Hopefully this won’t be a problem for long with airlines like Scoot creating child-free zones and Etihad Airways offering in-flight nannies. Not that this is an excuse to shirk responsibilities as a parent. Still you might consider packing a pair of noise canceling headsets and a nose clip next time you fly in case this should happen again.

[Photo credit: Heather Poole]

What Do You Think Of United Airlines’ New Uniforms?

Courtesy United Continental Holdings.

Starting today, passengers flying United Airlines will see the flight crew decked out in new threads. According to a press release, tens of thousands of worldwide employees – including flight attendants, customer service agents, technical operations and ramp workers – will begin wearing new, sophisticated uniforms with accents of blue, gold, silver and gray.

Although news outlets like Jaunted have questioned United’s choice to go against trend and not enlist a high-profile designer to create the uniforms, such as Banana Republic who recently outfitted Virgin America’s crew, United says the company relied on feedback from their employees to create the stylish yet functional clothing. Pilots will be the last to switch over to the new getup when they begin wearing new, midnight blue uniforms later this year. Once everyone has made the switch, the company’s attire will – for the first time ever – have a cohesive feel across all operations.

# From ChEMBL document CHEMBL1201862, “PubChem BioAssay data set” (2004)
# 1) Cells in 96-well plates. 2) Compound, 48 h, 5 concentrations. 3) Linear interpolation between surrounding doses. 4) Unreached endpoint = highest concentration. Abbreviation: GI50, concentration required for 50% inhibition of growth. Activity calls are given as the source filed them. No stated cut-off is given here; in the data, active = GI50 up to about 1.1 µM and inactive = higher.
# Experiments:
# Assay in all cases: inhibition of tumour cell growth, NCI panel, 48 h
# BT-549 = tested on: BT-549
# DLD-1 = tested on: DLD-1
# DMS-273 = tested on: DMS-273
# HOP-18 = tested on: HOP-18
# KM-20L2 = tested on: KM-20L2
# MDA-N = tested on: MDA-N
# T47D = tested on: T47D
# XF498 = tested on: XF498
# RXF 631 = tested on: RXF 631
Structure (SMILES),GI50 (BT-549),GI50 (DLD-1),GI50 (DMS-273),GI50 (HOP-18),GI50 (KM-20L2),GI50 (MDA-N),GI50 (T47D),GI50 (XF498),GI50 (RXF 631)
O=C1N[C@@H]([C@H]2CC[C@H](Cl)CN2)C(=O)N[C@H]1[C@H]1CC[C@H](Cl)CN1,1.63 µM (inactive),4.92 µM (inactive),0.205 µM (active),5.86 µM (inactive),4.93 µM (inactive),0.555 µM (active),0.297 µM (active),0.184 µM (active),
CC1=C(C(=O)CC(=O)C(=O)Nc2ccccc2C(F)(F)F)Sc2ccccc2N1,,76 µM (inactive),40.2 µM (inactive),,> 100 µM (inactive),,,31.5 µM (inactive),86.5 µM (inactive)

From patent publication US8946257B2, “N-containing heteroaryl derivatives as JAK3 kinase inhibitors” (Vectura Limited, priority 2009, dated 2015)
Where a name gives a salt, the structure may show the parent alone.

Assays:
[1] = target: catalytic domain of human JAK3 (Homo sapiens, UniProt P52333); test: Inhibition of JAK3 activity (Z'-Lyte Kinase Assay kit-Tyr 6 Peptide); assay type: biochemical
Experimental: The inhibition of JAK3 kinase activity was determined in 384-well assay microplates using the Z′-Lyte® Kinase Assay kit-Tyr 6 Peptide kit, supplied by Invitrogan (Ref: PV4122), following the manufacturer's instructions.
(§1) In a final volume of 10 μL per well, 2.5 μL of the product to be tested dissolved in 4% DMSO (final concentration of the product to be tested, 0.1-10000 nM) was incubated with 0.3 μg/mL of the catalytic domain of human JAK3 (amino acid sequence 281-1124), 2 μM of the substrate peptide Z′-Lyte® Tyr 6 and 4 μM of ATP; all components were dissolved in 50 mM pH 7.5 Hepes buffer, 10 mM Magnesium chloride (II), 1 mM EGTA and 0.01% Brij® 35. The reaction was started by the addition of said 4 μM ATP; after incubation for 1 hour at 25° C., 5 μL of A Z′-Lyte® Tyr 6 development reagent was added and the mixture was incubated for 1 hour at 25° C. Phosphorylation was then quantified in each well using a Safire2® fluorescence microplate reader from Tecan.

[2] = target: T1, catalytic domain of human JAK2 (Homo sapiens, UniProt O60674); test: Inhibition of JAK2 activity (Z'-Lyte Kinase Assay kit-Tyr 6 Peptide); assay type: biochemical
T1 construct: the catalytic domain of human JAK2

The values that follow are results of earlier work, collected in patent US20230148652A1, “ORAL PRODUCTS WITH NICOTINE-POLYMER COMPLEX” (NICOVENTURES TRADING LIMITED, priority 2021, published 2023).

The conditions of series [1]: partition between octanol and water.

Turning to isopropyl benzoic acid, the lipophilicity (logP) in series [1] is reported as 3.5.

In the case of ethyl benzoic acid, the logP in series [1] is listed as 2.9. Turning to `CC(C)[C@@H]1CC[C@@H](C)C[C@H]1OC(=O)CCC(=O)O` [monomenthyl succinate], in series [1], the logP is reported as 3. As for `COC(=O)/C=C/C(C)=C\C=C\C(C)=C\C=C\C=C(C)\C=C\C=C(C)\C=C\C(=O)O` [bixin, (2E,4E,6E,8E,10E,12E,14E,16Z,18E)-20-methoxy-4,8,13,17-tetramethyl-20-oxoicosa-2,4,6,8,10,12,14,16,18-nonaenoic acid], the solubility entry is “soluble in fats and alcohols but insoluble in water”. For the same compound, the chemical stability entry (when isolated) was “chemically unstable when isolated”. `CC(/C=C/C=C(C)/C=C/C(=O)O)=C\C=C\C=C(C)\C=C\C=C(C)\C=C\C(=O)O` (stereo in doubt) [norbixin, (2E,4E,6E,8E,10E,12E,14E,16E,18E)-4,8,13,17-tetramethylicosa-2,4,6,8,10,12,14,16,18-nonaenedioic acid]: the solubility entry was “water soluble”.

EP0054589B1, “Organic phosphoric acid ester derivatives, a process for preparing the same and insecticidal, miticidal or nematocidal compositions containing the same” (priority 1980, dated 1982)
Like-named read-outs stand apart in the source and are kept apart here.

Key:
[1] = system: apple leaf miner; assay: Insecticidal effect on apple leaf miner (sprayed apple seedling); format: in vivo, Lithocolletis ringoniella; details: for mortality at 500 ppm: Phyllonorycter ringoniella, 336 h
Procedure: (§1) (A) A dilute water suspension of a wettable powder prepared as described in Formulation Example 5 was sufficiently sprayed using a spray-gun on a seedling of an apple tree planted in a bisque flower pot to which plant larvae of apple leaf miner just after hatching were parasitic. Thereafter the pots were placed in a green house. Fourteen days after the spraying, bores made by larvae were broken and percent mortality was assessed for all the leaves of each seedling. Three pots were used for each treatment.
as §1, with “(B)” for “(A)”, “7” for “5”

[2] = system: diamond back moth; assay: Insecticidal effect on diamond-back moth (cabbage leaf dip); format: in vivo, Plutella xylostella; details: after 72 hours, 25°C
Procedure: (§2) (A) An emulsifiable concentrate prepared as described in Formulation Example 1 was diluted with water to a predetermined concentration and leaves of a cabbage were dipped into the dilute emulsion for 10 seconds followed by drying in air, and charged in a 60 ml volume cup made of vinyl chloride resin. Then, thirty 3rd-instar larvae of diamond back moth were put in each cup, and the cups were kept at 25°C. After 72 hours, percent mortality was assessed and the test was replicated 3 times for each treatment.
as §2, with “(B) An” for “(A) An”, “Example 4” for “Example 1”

Galley Gossip: 9 Safety Tips For New Flight Attendants (And Solo Travelers)

1. “The Gift of Fear,” by Gavin De Becker, should be required reading for all men and women, especially for those of us who travel, particularly for women who travel alone. I’ve recommended this book to more flight attendants and passengers than anything thing else over the years. It’s saved my life more than once.

2. Skip the first floor. They’re easier to break into. That’s why you’ll never find a flight attendant below the second floor in a hotel. There’s a reason for that. It’s in our hotel contract.

3. Leave the lights and television on when you’re not in the room. Put the Do Not Disturb sign on the door. It gives the appearance that someone is occupying the room, so no one will break in.

4. Stay Healthy: Never leave home without a small antibacterial spray. A mini bottle of vodka works just as well. Hit up the remote, the light switches, doorknobs and taps. You don’t want to get sick while you’re stuck at a less than desirable layover hotel.

5. Walk with intent. Walk down the street like you have a place to be, like you know where you’re going and need to get there quickly. Do that and people will leave you alone.

6. Don’t be afraid to ask for help. If you’re walking alone and feel like someone is following you, tell someone! If for some reason you feel scared and you’re all alone, share it with somebody! Trust your gut. Know that most people will help.

7. Treat your hotel key like a credit card. Keep it away from your cellphone. Don’t leave it out for everyone to see. Don’t say which room you’re in out loud when you’re discussing what time to meet down in the lobby. Ditch the paper sleeve it came in. This way if you lose your key you won’t have to worry about any uninvited visitors.